Besides having to deal with the “life stressors” we all experience, such as marital and family challenges, the death of parents, chronic illnesses, and the like, financial advisors are faced with a multitude of potential stress inducers directly related to their profession. 

Many advisors find themselves overwhelmed by these stressors. Whether it’s market fluctuations, hostile and impatient clients, a difficult and demanding office manager, prospecting for new clients, or balancing work and family needs, advisors often tell me that they believe that the job controls their lives and as a result, they feel helpless and hopeless as far as mastering their stress levels.

In my success coaching with advisors, I find that teaching them a simple way to categorize job stressors can often help them to actually take control and manage them much more easily.

Categorizing Financial Advisor Job-Related Stressors

If you categorize situations/stressors affecting your life into four “types”--important/changeable, important/unchangeable,  unimportant/changeable and unimportant/unchangeable-- you can determine which stressors to work on and which to relatively ignore and let go of.

Many stressors will either never be under your control (unchangeable) or they are they are relatively unimportant in your daily life, so you can stop worrying about them. Let go of stressors that are unimportant (boxes 2 and 4 in the accompanying table) and let go of stressors you have little or no control over even if they are important (box 3).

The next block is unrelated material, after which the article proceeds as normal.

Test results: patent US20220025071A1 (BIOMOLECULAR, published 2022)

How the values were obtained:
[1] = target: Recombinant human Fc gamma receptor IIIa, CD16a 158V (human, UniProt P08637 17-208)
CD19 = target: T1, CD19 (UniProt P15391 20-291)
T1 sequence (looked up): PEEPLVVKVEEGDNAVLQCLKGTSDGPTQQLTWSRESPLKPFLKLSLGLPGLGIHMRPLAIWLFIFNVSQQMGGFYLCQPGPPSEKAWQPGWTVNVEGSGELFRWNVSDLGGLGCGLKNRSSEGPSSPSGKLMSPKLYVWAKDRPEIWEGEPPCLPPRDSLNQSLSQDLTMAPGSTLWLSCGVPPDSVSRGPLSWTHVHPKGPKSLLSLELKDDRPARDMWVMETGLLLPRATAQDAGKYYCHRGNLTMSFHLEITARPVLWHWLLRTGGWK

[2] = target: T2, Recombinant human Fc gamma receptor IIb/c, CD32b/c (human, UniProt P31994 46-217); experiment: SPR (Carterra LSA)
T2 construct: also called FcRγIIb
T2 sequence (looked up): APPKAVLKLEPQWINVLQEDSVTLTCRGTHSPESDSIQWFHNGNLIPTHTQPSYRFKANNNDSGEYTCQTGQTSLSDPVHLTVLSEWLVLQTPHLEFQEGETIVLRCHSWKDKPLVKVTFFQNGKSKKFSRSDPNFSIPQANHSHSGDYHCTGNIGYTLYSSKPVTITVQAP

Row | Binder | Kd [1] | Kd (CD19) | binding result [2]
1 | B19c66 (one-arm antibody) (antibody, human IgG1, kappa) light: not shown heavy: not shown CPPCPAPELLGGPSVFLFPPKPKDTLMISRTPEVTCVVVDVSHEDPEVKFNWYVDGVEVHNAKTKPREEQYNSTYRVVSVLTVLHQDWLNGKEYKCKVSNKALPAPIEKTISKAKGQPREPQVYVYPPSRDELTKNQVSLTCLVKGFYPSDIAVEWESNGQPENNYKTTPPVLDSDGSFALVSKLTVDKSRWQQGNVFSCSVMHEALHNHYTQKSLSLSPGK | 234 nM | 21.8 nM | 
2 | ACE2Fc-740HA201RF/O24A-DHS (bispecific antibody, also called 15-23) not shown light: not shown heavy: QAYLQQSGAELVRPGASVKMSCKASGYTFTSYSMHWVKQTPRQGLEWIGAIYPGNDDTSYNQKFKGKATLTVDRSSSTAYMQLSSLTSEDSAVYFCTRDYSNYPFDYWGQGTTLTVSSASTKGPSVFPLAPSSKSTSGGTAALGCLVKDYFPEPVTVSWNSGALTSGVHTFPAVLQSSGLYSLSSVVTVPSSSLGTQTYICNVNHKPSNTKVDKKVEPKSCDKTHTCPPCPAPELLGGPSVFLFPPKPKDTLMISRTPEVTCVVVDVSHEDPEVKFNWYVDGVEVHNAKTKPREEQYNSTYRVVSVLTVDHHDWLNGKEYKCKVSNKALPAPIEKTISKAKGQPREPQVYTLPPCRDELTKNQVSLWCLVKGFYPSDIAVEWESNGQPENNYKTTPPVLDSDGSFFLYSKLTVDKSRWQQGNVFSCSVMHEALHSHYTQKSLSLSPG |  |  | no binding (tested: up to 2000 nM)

Another Advisor Success Story

George was on the brink of quitting his advising job because he constantly felt overwhelmed by stresso--those inherent in his advising role plus those outside of work. Seeing no way to control those stressors, he was feeling helpless and saw no solution, other than changing careers. George and I broke down his stressors into the following categories:

George’s Important/Changeable Stressors

• Feeling pressure to build his book of business.
• Dealing with difficult and abusive clients.
• Working for a difficult and demanding office manager.
• Having constant due diligence concerns about fiduciary and compliance demands.
• Complaints from his wife about the amount of time George spends with his family.
• Feeling overwhelmed with self-defeating thoughts about his future.

George’s Important/Unchangeable Stressors

• Market volatility.
• The economic situation.
• World politics and terrorism.
• Unexpected family issues or illness, taking his time away from the job.

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